To be fair to Knipex, the guy doing that review looks like it’s the first time he’s ever used a pair.
I’m not sure I like the thinner jaws, this may be their way of jazzing up some cost cutting.
I’m also not sure that the laser etching of numbers is necessary. How do you know if you need to open it to size 37? If you’re first going to whip out the vernier to check then you’ll be there all day. Better to use your eye to gauge a nut size and then with experience you can set the Pliers Wrench’s opening accordingly.
Seems like a lot of changes to suit the Millennial man.
Maybe watch some of German Tool Reviews videos. He clearly knows how to use all of the tools he reviews and is a great source of information into uncommonly found brands in the USA
He probably does and I’ll take your word for it. However in this video he fumbles around like a newbie.
Just as guess about why change a popular tool (btw, I love the original plier wrench) – more and more competitors are making a similar tool now – presumably because the patent protection is now over. Where a once highly innovative and high quality tool could be a one of a kind and command a premium price, now Knipex is easily undercut. Forging dies have to be replaced anyway – maybe Knipex is working the profit margins by engineering equal performance out of slight less material. I know I am probably not alone in saying this is the tool that introduced me to Knipex, it really seemed very unique ~15 years ago – head and shoulder above a basic Channel Lock or adjustable wrench – and now everyone has copied it.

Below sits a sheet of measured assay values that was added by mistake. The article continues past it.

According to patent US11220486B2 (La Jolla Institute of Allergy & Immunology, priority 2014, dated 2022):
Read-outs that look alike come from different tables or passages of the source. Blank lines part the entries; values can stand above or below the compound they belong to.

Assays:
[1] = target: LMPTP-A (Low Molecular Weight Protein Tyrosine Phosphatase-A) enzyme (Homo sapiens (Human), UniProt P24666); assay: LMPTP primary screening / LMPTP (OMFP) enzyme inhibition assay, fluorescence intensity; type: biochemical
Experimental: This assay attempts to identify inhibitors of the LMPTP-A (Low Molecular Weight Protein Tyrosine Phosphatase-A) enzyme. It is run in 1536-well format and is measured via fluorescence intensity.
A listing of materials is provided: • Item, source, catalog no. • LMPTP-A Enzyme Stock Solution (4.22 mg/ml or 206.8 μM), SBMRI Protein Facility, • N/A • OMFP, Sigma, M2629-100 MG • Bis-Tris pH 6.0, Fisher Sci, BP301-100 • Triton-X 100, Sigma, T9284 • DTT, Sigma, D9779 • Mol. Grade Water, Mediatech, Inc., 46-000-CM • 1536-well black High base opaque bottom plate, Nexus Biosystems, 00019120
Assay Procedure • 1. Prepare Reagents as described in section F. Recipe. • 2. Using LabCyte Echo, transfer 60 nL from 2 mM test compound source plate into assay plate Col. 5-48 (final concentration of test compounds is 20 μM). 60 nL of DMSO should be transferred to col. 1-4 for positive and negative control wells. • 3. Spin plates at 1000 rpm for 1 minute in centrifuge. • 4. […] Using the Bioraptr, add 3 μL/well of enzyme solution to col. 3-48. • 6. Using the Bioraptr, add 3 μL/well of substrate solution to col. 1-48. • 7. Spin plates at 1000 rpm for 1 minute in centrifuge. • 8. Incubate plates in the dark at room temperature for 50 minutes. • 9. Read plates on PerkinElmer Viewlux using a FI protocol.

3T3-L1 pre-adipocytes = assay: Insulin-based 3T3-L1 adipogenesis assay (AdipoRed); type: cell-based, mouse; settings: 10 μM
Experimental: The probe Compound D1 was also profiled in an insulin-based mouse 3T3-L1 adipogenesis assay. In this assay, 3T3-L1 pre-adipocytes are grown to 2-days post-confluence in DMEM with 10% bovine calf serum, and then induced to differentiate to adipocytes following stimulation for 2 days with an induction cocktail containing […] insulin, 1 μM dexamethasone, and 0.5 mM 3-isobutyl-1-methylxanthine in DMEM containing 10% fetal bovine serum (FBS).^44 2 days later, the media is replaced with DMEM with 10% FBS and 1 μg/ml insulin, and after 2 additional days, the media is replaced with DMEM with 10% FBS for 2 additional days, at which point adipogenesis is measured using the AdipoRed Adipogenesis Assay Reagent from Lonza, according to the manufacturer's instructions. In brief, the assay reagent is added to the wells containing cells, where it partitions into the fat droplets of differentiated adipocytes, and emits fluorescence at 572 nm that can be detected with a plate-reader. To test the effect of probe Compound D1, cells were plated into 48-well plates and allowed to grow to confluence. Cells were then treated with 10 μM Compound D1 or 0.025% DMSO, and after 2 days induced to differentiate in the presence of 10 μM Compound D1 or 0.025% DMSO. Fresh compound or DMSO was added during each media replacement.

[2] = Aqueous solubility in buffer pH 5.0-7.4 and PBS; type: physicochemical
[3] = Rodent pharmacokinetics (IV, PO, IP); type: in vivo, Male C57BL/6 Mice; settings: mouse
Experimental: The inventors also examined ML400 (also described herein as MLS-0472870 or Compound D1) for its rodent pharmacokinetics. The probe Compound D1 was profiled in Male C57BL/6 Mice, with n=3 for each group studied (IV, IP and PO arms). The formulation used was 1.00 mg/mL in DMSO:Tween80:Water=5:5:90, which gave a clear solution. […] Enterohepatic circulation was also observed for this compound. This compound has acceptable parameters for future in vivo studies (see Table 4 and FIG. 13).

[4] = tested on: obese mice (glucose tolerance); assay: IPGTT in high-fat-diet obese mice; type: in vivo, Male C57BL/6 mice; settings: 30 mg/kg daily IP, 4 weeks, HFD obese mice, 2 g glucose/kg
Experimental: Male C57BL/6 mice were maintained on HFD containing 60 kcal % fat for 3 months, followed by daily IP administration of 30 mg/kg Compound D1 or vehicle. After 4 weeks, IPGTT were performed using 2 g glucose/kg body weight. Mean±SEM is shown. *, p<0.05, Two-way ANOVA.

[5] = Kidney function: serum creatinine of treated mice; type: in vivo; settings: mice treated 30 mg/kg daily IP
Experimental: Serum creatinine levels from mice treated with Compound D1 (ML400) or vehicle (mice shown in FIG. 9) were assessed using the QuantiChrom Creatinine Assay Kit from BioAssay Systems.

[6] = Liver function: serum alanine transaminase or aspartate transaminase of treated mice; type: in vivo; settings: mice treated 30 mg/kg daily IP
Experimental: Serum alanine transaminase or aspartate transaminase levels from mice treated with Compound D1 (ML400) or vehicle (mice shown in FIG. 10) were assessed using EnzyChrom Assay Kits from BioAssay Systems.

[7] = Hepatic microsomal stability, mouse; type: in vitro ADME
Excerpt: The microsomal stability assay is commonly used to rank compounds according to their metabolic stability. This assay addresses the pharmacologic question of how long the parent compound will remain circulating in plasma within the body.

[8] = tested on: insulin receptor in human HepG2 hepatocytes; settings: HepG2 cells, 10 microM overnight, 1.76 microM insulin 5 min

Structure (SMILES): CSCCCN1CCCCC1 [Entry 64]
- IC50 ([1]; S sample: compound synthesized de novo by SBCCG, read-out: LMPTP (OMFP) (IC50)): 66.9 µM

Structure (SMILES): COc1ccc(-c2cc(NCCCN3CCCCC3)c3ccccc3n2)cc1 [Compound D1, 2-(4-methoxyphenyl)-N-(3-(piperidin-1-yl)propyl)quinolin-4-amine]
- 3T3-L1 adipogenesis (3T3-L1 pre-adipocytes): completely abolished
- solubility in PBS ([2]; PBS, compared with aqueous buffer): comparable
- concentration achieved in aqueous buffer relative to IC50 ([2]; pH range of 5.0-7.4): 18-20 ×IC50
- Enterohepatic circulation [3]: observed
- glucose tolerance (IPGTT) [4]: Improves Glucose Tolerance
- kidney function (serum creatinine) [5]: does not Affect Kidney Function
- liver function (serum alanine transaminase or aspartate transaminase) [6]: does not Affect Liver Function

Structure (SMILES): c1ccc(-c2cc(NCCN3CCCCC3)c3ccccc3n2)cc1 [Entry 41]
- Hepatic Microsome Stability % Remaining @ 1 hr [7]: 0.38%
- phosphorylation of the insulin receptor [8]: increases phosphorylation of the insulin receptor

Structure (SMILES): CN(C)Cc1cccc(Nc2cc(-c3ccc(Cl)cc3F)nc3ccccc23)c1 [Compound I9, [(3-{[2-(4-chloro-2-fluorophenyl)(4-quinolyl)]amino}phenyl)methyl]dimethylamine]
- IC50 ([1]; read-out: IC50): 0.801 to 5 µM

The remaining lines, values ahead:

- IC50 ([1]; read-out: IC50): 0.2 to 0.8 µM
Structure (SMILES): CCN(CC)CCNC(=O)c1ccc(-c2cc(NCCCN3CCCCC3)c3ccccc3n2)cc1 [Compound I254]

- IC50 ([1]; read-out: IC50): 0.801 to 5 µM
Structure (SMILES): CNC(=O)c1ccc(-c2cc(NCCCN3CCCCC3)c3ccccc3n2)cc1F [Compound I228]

Now that the patent has expired the only thing that sets knipex pliers wrenches apart from the others is the high quality. If they “value engineer” out all the quality there won’t be any real reason to go with knipex.
I agree – my hope it this was more optimization than value engineer. I would definitely still pay a premium for Knipex quality.
Mechanical tradesman know the difference in quality. Knipex is the leader of the pack. Will always be a part of my day to day plumbing projects. New version, old version…both will be fantastic to anyone initiated to the club.
I’m looking forward to these and hope they update the rest of the line.
One thing I noticed is the plastic dipped handle on the black pliers are different than the chrome ones and all the previous ones. Normally they are shiny smooth but the black ones have a non slip coating. I personally prefer the older smooth plastic handles for cleanup reasons.
Koko The Talking Ape
I’d never seen the word “atramentized” before. In Google, half of the first ten hits are to Knipex or NWS tools. I suppose it is German for “phosphated.”
It took me a while to find this from Knipex: